One of only two places where mere mortals can walk on the Earth’s mantle, Tablelands in Gros Morne National Park, Newfoundland is momentous. The mantle is the layer of semi-molten rock beneath the Earth’s crust, so…not a good walking place. Geologists across the globe are eternally grateful for the epic subterranean event that shoved a fair-sized chunk to the surface in Newfoundland, allowing us to get better acquainted with that globe. Having driven thousands of miles to get there, Steve and I were accustomed to raising eyebrows when we said we’d come from Colorado. The Tablelands crowd was different. Our […]
Rode an ATV to tea Fresh from meeting Sam Magee. Grand digs and heirloom china too, All because “we like you”? We like you too and we might stay But oh, the winter’s cruel they say. So dark and cold that fissures crack, Grit and grunt to fill them back. La, the stories locals tell Of artfully rebranding Hell. Engage the neurons, thrill and train Before the darkness drills your brain. Wouldst thou learn a sexy skill? Tassel twirling o’er the hill. Weaving, pickiin’, tossing ax, Write a memoir, make up facts. Ice worms dancing in the road? Sober […]
I’ve always loved finding sweet ripe serviceberries (pronounced sarvice) while hiking in the mountains. The Waterton Park guide called them Saskatoon berries which has an even funner ring to it. Our campsite was overrun with them, so when our dog spotted a bear rummaging around right under our window, I was only surprised that the bear didn’t stay longer.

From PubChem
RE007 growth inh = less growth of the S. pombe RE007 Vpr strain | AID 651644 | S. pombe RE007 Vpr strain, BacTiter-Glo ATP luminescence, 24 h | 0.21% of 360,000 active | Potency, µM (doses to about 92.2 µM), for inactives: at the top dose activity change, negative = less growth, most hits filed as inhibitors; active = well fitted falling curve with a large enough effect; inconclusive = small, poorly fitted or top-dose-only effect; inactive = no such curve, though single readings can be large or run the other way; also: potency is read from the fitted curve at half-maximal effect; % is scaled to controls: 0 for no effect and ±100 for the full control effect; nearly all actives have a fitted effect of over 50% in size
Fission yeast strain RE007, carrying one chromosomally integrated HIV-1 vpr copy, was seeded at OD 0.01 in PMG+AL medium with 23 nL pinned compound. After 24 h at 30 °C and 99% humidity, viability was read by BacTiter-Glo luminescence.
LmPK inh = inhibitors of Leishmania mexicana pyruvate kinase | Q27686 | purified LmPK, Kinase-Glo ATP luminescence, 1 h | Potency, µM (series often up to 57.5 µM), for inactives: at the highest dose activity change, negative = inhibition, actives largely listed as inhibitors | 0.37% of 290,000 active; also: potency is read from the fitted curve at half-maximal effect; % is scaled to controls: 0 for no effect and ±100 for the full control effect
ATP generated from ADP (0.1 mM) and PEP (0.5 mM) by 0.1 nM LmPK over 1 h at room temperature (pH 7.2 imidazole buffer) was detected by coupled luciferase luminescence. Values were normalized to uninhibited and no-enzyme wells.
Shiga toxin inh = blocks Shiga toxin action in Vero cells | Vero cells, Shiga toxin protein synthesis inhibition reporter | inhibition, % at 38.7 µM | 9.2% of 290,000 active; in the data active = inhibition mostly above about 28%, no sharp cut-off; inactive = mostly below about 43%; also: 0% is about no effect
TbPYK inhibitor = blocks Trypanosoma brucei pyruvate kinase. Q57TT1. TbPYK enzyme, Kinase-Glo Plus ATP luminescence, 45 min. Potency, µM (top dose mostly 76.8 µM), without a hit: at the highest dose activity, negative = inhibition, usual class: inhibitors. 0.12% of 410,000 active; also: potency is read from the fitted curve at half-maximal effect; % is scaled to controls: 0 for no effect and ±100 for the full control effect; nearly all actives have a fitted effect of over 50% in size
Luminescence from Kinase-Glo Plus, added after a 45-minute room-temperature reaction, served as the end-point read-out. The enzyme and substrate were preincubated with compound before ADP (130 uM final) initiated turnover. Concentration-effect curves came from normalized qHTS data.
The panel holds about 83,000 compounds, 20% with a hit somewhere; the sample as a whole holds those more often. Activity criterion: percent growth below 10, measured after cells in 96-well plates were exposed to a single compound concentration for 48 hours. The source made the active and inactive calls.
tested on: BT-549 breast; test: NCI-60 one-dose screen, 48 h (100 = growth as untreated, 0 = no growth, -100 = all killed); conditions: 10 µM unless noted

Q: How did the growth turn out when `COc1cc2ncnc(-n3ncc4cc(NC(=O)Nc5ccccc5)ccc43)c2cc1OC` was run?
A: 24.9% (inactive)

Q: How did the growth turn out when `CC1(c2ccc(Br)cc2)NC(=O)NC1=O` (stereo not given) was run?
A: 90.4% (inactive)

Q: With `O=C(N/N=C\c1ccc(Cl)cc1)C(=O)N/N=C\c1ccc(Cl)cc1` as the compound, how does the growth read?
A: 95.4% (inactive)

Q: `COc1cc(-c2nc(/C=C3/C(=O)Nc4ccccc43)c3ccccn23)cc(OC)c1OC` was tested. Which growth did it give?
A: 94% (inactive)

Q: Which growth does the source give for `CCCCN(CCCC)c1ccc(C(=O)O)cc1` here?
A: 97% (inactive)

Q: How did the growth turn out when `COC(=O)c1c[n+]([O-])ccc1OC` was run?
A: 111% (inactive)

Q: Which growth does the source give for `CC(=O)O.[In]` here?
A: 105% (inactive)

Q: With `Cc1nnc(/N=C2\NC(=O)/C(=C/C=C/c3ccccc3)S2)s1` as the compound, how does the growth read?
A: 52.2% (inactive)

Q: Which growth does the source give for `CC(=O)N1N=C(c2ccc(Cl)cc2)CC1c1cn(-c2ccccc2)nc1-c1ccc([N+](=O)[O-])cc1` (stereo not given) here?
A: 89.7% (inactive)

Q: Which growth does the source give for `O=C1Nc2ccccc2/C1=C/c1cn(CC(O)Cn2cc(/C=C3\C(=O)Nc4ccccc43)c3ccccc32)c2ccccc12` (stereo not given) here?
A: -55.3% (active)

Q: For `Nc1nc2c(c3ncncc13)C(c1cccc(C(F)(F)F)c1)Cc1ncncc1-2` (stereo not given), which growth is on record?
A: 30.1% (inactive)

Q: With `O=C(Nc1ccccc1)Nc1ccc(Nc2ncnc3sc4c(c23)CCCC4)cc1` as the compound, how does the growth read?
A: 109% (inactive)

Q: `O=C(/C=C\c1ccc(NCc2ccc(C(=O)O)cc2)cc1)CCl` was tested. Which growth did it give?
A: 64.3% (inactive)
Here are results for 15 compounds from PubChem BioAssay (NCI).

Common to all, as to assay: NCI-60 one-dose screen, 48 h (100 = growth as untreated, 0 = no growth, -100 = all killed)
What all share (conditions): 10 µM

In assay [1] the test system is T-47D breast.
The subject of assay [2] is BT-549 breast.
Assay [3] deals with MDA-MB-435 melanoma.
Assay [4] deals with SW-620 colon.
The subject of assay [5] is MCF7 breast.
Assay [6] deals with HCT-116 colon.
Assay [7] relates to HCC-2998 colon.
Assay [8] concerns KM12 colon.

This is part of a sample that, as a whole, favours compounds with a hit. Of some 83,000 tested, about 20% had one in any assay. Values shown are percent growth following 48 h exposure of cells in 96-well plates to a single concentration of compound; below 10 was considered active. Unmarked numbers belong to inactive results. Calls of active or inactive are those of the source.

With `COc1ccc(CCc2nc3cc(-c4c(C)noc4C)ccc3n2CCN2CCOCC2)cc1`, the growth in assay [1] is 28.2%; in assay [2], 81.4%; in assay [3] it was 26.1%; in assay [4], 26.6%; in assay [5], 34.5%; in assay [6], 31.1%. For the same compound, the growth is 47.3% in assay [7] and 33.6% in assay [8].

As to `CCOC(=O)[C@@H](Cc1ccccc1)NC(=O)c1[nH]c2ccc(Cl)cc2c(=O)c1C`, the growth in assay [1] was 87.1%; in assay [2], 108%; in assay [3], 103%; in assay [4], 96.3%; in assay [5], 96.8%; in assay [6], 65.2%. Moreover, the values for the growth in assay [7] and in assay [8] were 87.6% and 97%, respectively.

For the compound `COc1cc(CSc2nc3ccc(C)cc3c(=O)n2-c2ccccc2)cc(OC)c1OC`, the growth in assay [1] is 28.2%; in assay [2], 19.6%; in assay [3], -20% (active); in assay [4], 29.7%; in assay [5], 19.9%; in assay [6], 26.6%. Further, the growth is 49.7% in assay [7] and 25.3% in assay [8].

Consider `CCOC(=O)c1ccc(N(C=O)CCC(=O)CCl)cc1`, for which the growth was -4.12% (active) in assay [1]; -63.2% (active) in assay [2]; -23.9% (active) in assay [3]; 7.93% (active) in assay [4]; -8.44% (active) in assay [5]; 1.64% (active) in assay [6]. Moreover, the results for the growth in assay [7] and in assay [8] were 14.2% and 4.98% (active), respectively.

A fellow Newfoundland Ferryboater commented on the miles that Steve claimed we’d put on our trailer. I said that Steve is the kind of guy that likes to get there…and there, and there, and there. The man’s wife upped the smart comment bar by saying: “He thinks he’s a shark and has to keep moving or die.”
The Bay of Fundy claims the world’s highest tidal change, and in Maitland, Nova Scotia that water runs unsettlingly red. Our tidal bore guide rafted us out to a sandbar, invited us out of the raft, and insisted that we go watch the tide cover the sandbar. None of us seemed too keen on the idea of walking the length of a drowning sandbar, but the experience turned out to be my favorite of the trip. As the floodwater’s shallow leading edge lapped over sand ripples, it made a cheerful, almost tinkly, sound. The pink wavelets seemed to be whispering and chuckling like cute horror show “innocents” […]